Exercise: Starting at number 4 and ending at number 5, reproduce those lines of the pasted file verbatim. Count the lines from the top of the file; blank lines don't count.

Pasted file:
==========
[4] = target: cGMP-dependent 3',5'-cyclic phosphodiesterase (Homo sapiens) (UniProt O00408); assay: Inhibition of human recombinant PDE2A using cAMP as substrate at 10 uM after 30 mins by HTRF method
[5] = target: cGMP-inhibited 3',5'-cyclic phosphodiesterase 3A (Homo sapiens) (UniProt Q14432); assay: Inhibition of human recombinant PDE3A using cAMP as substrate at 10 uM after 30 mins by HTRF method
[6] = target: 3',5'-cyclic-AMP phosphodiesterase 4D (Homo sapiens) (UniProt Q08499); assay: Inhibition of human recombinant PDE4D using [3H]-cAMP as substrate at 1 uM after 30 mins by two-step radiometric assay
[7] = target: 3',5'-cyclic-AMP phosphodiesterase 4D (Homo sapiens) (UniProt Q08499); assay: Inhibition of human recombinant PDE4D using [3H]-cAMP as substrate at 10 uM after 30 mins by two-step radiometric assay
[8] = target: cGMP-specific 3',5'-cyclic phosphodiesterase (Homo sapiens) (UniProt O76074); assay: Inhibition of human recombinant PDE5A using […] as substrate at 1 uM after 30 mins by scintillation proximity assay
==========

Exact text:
[7] = target: 3',5'-cyclic-AMP phosphodiesterase 4D (Homo sapiens) (UniProt Q08499); assay: Inhibition of human recombinant PDE4D using [3H]-cAMP as substrate at 10 uM after 30 mins by two-step radiometric assay
[8] = target: cGMP-specific 3',5'-cyclic phosphodiesterase (Homo sapiens) (UniProt O76074); assay: Inhibition of human recombinant PDE5A using […] as substrate at 1 uM after 30 mins by scintillation proximity assay